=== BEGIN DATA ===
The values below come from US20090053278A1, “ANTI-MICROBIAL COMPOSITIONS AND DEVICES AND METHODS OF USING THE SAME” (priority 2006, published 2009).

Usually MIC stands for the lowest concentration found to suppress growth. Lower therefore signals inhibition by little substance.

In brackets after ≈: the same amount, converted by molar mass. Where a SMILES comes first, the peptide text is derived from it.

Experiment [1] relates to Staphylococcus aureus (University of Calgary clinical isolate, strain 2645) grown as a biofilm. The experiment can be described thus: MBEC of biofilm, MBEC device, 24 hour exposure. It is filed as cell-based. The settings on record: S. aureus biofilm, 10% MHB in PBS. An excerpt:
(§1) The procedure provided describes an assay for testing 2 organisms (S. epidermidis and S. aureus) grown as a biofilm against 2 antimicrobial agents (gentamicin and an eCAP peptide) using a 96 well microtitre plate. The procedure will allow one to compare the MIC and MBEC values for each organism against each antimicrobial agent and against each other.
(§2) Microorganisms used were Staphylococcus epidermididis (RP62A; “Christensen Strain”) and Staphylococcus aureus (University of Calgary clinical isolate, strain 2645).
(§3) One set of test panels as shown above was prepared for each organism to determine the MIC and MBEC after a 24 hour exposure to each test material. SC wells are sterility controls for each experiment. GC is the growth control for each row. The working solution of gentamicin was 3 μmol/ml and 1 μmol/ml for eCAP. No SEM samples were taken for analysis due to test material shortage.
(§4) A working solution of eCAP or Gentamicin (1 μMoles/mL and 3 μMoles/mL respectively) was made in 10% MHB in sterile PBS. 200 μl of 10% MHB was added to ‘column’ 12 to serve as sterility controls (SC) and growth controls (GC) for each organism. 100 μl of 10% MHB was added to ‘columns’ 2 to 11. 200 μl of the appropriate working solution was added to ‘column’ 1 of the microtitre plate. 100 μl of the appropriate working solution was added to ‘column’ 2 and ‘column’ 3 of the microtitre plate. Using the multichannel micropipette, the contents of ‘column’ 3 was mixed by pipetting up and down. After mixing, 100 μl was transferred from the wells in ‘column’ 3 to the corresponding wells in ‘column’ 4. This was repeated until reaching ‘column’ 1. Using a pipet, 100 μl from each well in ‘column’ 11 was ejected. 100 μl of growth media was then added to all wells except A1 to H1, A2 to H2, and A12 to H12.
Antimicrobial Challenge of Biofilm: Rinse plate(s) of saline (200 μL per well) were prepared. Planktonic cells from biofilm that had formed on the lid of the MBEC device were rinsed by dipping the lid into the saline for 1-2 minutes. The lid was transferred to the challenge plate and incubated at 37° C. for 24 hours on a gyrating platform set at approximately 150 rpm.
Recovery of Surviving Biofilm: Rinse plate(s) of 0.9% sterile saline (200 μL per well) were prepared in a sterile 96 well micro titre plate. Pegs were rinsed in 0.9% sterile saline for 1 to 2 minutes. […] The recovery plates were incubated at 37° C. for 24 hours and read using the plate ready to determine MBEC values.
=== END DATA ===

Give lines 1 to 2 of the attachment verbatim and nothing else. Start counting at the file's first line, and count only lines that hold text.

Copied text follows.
The values below come from US20090053278A1, “ANTI-MICROBIAL COMPOSITIONS AND DEVICES AND METHODS OF USING THE SAME” (priority 2006, published 2009).

Usually MIC stands for the lowest concentration found to suppress growth. Lower therefore signals inhibition by little substance.